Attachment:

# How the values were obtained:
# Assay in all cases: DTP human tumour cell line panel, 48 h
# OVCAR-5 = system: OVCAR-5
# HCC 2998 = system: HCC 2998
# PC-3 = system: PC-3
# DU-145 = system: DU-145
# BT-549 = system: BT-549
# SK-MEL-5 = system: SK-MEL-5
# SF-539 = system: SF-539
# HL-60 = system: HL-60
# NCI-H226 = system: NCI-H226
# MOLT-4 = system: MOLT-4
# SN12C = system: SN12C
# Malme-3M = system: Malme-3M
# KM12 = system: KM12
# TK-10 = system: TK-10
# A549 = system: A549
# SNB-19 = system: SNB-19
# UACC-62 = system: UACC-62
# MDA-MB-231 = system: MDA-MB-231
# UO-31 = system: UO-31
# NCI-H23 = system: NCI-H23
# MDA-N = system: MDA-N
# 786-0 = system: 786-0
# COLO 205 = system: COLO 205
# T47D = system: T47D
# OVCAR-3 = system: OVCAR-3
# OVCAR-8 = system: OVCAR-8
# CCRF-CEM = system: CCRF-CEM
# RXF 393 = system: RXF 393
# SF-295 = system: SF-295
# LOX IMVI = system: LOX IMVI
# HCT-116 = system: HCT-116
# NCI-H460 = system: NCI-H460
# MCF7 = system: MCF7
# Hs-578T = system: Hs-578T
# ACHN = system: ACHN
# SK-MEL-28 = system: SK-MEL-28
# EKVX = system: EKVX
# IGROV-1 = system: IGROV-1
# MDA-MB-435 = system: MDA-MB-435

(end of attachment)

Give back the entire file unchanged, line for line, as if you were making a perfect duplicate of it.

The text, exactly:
# How the values were obtained:
# Assay in all cases: DTP human tumour cell line panel, 48 h
# OVCAR-5 = system: OVCAR-5
# HCC 2998 = system: HCC 2998
# PC-3 = system: PC-3
# DU-145 = system: DU-145
# BT-549 = system: BT-549
# SK-MEL-5 = system: SK-MEL-5
# SF-539 = system: SF-539
# HL-60 = system: HL-60
# NCI-H226 = system: NCI-H226
# MOLT-4 = system: MOLT-4
# SN12C = system: SN12C
# Malme-3M = system: Malme-3M
# KM12 = system: KM12
# TK-10 = system: TK-10
# A549 = system: A549
# SNB-19 = system: SNB-19
# UACC-62 = system: UACC-62
# MDA-MB-231 = system: MDA-MB-231
# UO-31 = system: UO-31
# NCI-H23 = system: NCI-H23
# MDA-N = system: MDA-N
# 786-0 = system: 786-0
# COLO 205 = system: COLO 205
# T47D = system: T47D
# OVCAR-3 = system: OVCAR-3
# OVCAR-8 = system: OVCAR-8
# CCRF-CEM = system: CCRF-CEM
# RXF 393 = system: RXF 393
# SF-295 = system: SF-295
# LOX IMVI = system: LOX IMVI
# HCT-116 = system: HCT-116
# NCI-H460 = system: NCI-H460
# MCF7 = system: MCF7
# Hs-578T = system: Hs-578T
# ACHN = system: ACHN
# SK-MEL-28 = system: SK-MEL-28
# EKVX = system: EKVX
# IGROV-1 = system: IGROV-1
# MDA-MB-435 = system: MDA-MB-435